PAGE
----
On 26 May 2023, Community Voices Cardiff launched our Local Report, summarising a year of conversations held through a month long urban room in May 2022 in the Grange Pavilion, Grangetown, Cardiff, alongside an online mapping and survey platform and ongoing conversations and workshops.
In this blog, Mhairi McVicar shares some of what we learned through the engagement process.
Consultation for and by local people
A key recommendation from the conversations we held through Community Voices Cardiff is that consultation resources be invested directly within communities.
Consultation led directly by people in areas where development is planned can bring local knowledge and skills to adopt multiple consultation approaches to be relevant, appropriate, and accessible to people with varied and intersectional interests, needs and motivations, avoiding a generic ‘one size fits all’ approach.
For community members to participate in leading or contributing to consultation, it must be clear that the consultation will lead to demonstrable action. Far from being hard to reach, people report actively choosing to step away from consultation that is tokenistic and which doesn’t support the skills, interests and values already present in the community.
A hyper-local approach
Community Voices Cardiff took a ‘hyper-local’ neighbourhood approach to consultation, forming a research team through existing local networks of individuals and organisations.
A decade of my work in the area through Cardiff University’s Community Gateway and the Grange Pavilion had established community partnership projects on the basis of the mutual benefit of skills, resource and knowledge exchange.
Mymuna Soleman’s activism through Privilege Café had established a network of individuals and organisations on local, national and international scales committed to tackling structural inequalities. And Shoruk Nekeb’s leadership of the Grange Pavilion Youth Forum brought young people’s voices to the table.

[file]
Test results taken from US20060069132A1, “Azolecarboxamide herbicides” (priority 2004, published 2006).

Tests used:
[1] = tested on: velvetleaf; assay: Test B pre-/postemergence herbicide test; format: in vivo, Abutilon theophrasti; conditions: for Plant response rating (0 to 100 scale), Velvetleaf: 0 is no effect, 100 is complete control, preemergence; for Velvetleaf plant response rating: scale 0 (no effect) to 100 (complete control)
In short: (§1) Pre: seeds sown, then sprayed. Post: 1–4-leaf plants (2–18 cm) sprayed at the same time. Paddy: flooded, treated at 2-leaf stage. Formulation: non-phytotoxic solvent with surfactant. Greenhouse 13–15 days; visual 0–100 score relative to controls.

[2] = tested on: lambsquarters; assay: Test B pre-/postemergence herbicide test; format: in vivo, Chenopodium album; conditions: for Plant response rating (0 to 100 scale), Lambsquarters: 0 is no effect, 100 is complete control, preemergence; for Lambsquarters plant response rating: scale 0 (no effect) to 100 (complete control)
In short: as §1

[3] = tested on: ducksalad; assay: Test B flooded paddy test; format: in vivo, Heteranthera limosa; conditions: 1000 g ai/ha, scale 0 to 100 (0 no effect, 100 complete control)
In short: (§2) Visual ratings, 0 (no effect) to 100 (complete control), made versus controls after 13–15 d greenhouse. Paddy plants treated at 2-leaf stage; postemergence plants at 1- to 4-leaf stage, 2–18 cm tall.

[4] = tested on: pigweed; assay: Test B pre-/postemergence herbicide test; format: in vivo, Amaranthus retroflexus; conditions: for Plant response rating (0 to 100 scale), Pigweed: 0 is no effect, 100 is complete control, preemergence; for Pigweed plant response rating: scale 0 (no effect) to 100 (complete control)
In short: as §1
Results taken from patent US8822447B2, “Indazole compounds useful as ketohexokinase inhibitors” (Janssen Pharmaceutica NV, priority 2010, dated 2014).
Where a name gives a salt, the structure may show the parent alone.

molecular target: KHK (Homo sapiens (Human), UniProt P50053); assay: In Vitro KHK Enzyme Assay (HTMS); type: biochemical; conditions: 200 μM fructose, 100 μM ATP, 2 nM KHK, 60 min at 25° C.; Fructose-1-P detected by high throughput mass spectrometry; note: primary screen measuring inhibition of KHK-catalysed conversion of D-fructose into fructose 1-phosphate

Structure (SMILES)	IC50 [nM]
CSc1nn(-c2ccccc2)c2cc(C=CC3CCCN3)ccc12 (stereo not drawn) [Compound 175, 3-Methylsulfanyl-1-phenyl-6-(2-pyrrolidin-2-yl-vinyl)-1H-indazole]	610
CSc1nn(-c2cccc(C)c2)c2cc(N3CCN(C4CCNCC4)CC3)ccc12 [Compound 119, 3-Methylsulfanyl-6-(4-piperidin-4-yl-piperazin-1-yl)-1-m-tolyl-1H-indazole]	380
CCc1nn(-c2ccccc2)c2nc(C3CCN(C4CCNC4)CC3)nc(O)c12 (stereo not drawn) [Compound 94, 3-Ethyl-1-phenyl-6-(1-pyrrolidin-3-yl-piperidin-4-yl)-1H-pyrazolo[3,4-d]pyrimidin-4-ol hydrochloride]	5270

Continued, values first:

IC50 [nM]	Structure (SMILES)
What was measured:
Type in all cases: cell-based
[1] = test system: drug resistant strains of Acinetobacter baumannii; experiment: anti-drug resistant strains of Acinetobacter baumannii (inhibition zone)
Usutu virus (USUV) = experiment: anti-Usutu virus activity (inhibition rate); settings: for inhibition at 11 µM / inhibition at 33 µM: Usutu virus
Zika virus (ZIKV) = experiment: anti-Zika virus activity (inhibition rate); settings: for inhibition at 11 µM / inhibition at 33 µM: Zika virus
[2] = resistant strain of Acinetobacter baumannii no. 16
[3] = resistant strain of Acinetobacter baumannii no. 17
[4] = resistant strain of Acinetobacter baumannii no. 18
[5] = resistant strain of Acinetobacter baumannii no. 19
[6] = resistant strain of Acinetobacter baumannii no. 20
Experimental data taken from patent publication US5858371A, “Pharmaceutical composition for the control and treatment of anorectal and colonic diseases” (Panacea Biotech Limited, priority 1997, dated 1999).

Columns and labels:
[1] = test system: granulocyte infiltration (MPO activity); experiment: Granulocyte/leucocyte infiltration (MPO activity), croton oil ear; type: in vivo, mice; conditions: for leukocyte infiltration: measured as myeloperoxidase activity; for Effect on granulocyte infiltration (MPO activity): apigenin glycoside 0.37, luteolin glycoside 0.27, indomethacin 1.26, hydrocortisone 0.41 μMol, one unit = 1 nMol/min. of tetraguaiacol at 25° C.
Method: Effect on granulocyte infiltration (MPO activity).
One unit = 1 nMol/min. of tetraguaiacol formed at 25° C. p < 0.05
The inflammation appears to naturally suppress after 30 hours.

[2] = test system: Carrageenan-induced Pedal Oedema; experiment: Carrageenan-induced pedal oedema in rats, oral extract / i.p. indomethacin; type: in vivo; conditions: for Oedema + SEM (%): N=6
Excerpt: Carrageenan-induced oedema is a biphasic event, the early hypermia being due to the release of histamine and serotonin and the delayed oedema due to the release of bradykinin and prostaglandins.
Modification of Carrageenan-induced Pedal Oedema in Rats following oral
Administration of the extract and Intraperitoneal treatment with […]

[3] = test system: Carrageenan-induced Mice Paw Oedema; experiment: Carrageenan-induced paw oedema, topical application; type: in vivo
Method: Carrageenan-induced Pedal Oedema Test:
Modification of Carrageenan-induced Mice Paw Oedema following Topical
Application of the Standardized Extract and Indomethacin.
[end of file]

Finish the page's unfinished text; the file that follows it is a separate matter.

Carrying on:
Alongside local knowledge and trust, the team brought a commitment that the time and knowledge we asked of participants would lead to action. As consultants, our reputations were on the line.
Listen, learn, adapt
With that in mind, our consultation had to be prepared to adapt as it rolled out. We listened to people who felt uncomfortable coming into any physical ‘urban room’ public space and adapted to offer 1-1 in-person and online conversations.
We learned that our large public events worked best when making and strengthening connections with people, rather than extracting knowledge though survey gathering.
Deeper learning came from ‘flipped’ sessions in which residents fed back on the consequences and mistrust of consultation, challenging the language used in consultation and identifying mistrust as linked to a lack of evidenced action following years of giving time and knowledge to consultants. We were advised to ‘lean into our discomfort’ and to be willing to challenge our preconceptions about how our own consultations would inform action.
Towards a community-led place plan
It was important that we acted on recommendations shared within the urban room. Our Local Advisory group of residents, local Councillors, government and third sector representatives, and planners and architects, advised us to support the first steps towards a community-led place plan.
In a proactive relationship with Cardiff Council planners, Cardiff Council and Welsh Government representatives attended every session of follow-up ‘Conversations about a Grangetown Place Plan’ workshops held in November 2023 and attended the launch of the local report, committing to hold Local Development Plan consultation events in the Grange Pavilion. The Community Voices Cardiff local report captures the initial recommendations for a Grangetown Place Plan from a year of conversations.
There can be a fear in consultation that simply asking people what they want will raise unrealistic expectations. But the ‘asks’ from the Grangetown Place Plan imagining a future Grangetown are far from unrealistic or unachievable: they speak of ‘leading the way in community practice’, affordable housing ‘representative of the community who live here’, a ‘greener and cleaner’ area, a ‘community with a sense of ownership’, a place where developments and community projects are ‘based on the voices and needs of people in the community’, a ‘great place for children to grow up in and a great place for people to grow old’, and a ‘beacon for the importance and process of community consultation’ where residents ‘feel acknowledged’ and have ‘voice and power in their own places’.
These comments speak of approaching consultation as sharing power in decision making with the people who will care for and manage the places they live in.
Community Voices Cardiff are Mhairi McVicar, Mymuna Soleman and Shoruk Nekeb, as part of the AHRC Community Consultation for Quality of Life research project, led by Flora Samuel and supported in Cardiff by Ruchit Purohit (CCQoL), and Ali Abdi, Corey Smith and Sophey Mills (Community Gateway).
Photography: Peter Evans